How the Apostleship of the Sea Helps Abused Sailors
While Apostleship of the Sea has as its primary purpose the pastoral care of seafarers, the international Catholic organisation also engages itself for the rights of those who spend their lives at sea.
These rights are often violated, said Nicholas Barends, the national coordinator of AoS in South Africa.
Mr Barends told The Southern Cross about two recent cases of AoS intervening on behalf of exploited seafarers.
The Life of a Fisherman
One concerned a Filipino fisherman who had been working for 23 months on a Japanese vessel. His hands were badly calloused and frostbitten because of a lack of proper safety clothing, including gloves, when working in ice in the freezer-hold of the vessel.
Usually, he and his colleagues would work 18-hour shifts, which at times would extend to 24 hours, as the captain and owner of the vessel always promised them overtime on top of their salaries.
That promise was broken, and they received only their basic salaries.
“Some of the crew came to us for help in getting the owner to pay their overtime of 23 months,” Mr Barends said. “As only four of the crew were willing to speak out, it wasn’t possible to have the vessel arrested as 23 of the crew opted to go home.”
The four crew members also did not remain in Cape Town for the complaint to be resolved through official channels, because they were missing their families.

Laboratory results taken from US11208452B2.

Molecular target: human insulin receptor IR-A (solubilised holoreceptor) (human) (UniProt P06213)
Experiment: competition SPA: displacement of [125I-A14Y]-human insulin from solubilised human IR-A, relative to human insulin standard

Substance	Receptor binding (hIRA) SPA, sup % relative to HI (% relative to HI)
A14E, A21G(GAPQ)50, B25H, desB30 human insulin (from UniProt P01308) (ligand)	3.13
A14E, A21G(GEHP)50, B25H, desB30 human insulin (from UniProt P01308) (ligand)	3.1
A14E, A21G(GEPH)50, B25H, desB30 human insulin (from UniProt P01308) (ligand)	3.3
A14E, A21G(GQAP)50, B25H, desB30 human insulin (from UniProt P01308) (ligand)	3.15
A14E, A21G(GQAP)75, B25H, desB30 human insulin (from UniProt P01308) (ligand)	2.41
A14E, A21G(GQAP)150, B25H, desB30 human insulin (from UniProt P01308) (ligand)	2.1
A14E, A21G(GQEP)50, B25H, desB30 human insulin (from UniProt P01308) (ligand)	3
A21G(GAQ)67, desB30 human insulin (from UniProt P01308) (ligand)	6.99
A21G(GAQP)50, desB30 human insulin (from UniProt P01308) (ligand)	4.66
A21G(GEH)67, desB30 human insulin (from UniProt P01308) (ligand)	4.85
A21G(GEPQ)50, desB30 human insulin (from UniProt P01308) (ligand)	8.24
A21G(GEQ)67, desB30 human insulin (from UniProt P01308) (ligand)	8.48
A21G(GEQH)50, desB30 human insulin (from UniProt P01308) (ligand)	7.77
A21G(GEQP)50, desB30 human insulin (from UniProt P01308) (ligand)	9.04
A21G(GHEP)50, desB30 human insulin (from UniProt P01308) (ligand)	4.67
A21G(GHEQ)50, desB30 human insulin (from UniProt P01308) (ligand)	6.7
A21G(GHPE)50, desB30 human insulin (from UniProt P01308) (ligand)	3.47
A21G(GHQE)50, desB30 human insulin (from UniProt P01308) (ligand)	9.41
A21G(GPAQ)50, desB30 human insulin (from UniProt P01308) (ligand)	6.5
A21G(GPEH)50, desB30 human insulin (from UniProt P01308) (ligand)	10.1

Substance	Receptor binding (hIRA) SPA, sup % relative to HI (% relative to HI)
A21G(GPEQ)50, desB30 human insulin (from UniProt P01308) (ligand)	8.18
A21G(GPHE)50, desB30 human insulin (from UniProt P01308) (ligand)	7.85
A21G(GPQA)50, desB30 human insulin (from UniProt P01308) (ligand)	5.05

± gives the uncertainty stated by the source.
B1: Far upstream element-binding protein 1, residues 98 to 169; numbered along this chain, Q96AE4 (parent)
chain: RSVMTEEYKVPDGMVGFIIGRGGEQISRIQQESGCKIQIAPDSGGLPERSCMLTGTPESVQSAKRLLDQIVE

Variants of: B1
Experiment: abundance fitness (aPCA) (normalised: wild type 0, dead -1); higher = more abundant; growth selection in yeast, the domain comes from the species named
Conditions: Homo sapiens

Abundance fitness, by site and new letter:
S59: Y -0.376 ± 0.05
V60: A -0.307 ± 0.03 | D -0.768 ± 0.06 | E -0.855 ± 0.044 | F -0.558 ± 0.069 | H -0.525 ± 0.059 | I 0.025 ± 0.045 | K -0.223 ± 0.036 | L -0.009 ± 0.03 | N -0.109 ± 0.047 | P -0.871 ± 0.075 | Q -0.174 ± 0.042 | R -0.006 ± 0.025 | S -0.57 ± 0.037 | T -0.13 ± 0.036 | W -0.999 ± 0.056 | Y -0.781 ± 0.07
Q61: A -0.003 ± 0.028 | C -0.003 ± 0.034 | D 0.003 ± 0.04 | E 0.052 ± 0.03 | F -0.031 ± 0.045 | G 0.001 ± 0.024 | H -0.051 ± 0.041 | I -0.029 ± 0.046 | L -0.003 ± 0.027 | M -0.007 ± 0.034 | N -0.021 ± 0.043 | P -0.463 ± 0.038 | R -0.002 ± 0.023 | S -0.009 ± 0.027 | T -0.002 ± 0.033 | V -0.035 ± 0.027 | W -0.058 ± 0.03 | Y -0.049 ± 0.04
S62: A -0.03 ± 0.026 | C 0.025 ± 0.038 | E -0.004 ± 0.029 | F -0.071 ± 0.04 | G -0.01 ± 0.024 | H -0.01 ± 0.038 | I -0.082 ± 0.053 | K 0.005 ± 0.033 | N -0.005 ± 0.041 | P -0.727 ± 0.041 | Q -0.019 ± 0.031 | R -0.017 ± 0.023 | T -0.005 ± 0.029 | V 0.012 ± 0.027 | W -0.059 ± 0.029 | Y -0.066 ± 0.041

In the short period of two days between the crew members conveying their complaint to AoS and their departure to the Philippines, AoS intervened as much as was possible.
“I managed to at least get a guarantee letter from the owner, which stated that he had paid all their overtime,” Mr Barends said.
“Without the help of AoS, these kinds of cases go unnoticed. The salary and stipends paid for by AoS are so necessary as these seafarers have someone to turn to as we are immediately contactable in the harbours,” Mr Barends explained.
Another case concerned two Tanzanian seafarers who had been repeatedly beaten for nine months on board a Far East Asian ship.
Within four days of AoS hearing of the abuse and intervening, the two men were on a flight back home to Tanzania, paid for by the owner of the vessel, having received $2000 (about R29000) each as part of their salaries and compensation.
“Here again, Apostleship of the Sea was needed immediately,” Mr Barends said.
He explained that the ITF Seafarers’ Trust — a charitable maritime organisation, established in 1981 by the International Transport Workers’ Federation—is not active in South Africa “to help these fishermen quickly before the vessel sails”.
Without the intervention of AoS, the abuse of the two Tanzanian seafarers “would have continued unabated”, he said.
“We need the funds to keep someone employed full-time, so that these types of cases are dealt with, for the sake of the lives of these seafarers who have nobody else to turn to for help,” Mr Barends said.
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